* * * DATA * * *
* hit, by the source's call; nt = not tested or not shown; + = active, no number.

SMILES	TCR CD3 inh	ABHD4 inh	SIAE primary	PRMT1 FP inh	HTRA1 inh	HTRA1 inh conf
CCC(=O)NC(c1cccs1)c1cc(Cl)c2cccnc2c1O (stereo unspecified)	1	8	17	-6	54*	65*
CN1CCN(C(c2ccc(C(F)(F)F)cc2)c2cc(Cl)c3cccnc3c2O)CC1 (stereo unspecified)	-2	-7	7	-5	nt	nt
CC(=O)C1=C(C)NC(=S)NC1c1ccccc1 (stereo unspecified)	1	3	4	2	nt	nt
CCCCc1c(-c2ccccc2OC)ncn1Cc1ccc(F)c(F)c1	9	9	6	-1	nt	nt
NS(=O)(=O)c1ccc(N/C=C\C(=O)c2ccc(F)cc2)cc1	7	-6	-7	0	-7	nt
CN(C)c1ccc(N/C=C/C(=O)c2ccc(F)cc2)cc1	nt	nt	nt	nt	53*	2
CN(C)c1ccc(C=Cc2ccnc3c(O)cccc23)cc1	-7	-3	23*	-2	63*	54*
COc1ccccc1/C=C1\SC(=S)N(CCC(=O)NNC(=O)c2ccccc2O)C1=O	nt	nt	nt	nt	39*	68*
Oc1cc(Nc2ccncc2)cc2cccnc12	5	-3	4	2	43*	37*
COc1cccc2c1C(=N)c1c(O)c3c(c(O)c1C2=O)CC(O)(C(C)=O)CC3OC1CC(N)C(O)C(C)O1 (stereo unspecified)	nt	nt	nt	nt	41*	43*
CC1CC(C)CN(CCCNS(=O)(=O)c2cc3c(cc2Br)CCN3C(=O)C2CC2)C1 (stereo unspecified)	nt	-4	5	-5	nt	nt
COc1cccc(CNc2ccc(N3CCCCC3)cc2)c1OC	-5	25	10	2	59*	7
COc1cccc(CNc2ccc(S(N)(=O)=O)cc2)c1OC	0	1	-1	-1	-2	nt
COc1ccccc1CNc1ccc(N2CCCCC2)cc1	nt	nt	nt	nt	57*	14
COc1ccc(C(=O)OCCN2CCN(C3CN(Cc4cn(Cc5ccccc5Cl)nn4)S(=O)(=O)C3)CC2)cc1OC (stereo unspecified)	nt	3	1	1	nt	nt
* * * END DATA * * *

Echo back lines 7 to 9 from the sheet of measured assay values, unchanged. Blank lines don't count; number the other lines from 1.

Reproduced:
NS(=O)(=O)c1ccc(N/C=C\C(=O)c2ccc(F)cc2)cc1	7	-6	-7	0	-7	nt
CN(C)c1ccc(N/C=C/C(=O)c2ccc(F)cc2)cc1	nt	nt	nt	nt	53*	2
CN(C)c1ccc(C=Cc2ccnc3c(O)cccc23)cc1	-7	-3	23*	-2	63*	54*